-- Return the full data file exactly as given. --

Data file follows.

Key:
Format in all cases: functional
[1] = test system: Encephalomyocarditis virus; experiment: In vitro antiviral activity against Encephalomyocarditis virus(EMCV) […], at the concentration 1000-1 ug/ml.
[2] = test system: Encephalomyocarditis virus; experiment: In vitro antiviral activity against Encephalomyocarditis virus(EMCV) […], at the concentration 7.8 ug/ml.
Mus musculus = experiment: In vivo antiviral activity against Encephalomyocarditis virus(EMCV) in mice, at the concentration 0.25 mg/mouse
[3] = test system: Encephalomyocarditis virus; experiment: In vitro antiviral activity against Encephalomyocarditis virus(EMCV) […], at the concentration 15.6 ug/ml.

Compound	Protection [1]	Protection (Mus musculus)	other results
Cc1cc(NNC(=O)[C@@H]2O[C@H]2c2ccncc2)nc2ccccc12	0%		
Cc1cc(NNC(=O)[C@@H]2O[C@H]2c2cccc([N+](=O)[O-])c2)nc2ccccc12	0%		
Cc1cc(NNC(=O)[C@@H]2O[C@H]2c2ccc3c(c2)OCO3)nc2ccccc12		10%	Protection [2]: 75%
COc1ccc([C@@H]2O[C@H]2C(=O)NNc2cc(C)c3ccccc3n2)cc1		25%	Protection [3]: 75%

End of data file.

Key:
Format in all cases: functional
[1] = test system: Encephalomyocarditis virus; experiment: In vitro antiviral activity against Encephalomyocarditis virus(EMCV) […], at the concentration 1000-1 ug/ml.
[2] = test system: Encephalomyocarditis virus; experiment: In vitro antiviral activity against Encephalomyocarditis virus(EMCV) […], at the concentration 7.8 ug/ml.
Mus musculus = experiment: In vivo antiviral activity against Encephalomyocarditis virus(EMCV) in mice, at the concentration 0.25 mg/mouse
[3] = test system: Encephalomyocarditis virus; experiment: In vitro antiviral activity against Encephalomyocarditis virus(EMCV) […], at the concentration 15.6 ug/ml.

Compound	Protection [1]	Protection (Mus musculus)	other results
Cc1cc(NNC(=O)[C@@H]2O[C@H]2c2ccncc2)nc2ccccc12	0%		
Cc1cc(NNC(=O)[C@@H]2O[C@H]2c2cccc([N+](=O)[O-])c2)nc2ccccc12	0%		
Cc1cc(NNC(=O)[C@@H]2O[C@H]2c2ccc3c(c2)OCO3)nc2ccccc12		10%	Protection [2]: 75%
COc1ccc([C@@H]2O[C@H]2C(=O)NNc2cc(C)c3ccccc3n2)cc1		25%	Protection [3]: 75%